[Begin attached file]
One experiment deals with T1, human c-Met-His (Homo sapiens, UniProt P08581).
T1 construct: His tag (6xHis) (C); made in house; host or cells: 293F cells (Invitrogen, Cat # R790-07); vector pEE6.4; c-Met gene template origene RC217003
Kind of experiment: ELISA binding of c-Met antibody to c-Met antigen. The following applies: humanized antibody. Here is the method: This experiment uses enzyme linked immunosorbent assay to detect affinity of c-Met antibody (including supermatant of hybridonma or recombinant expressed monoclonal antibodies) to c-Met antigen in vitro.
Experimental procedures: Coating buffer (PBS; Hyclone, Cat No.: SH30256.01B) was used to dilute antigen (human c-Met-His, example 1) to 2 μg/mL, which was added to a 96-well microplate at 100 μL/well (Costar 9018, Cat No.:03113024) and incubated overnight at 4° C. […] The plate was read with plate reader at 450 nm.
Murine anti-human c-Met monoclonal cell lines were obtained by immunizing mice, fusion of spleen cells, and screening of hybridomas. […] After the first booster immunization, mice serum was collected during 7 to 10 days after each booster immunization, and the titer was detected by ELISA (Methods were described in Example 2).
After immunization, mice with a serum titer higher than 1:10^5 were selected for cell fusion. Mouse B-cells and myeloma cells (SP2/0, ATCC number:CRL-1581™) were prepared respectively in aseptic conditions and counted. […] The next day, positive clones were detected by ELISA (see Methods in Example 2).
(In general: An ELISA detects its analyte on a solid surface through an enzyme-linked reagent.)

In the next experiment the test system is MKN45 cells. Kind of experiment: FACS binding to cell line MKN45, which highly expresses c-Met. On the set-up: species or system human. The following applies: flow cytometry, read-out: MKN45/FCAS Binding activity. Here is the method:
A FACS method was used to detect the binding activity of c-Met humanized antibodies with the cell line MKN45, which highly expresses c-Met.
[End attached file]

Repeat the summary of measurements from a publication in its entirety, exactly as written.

One experiment deals with T1, human c-Met-His (Homo sapiens, UniProt P08581).
T1 construct: His tag (6xHis) (C); made in house; host or cells: 293F cells (Invitrogen, Cat # R790-07); vector pEE6.4; c-Met gene template origene RC217003
Kind of experiment: ELISA binding of c-Met antibody to c-Met antigen. The following applies: humanized antibody. Here is the method: This experiment uses enzyme linked immunosorbent assay to detect affinity of c-Met antibody (including supermatant of hybridonma or recombinant expressed monoclonal antibodies) to c-Met antigen in vitro.
Experimental procedures: Coating buffer (PBS; Hyclone, Cat No.: SH30256.01B) was used to dilute antigen (human c-Met-His, example 1) to 2 μg/mL, which was added to a 96-well microplate at 100 μL/well (Costar 9018, Cat No.:03113024) and incubated overnight at 4° C. […] The plate was read with plate reader at 450 nm.
Murine anti-human c-Met monoclonal cell lines were obtained by immunizing mice, fusion of spleen cells, and screening of hybridomas. […] After the first booster immunization, mice serum was collected during 7 to 10 days after each booster immunization, and the titer was detected by ELISA (Methods were described in Example 2).
After immunization, mice with a serum titer higher than 1:10^5 were selected for cell fusion. Mouse B-cells and myeloma cells (SP2/0, ATCC number:CRL-1581™) were prepared respectively in aseptic conditions and counted. […] The next day, positive clones were detected by ELISA (see Methods in Example 2).
(In general: An ELISA detects its analyte on a solid surface through an enzyme-linked reagent.)

In the next experiment the test system is MKN45 cells. Kind of experiment: FACS binding to cell line MKN45, which highly expresses c-Met. On the set-up: species or system human. The following applies: flow cytometry, read-out: MKN45/FCAS Binding activity. Here is the method:
A FACS method was used to detect the binding activity of c-Met humanized antibodies with the cell line MKN45, which highly expresses c-Met.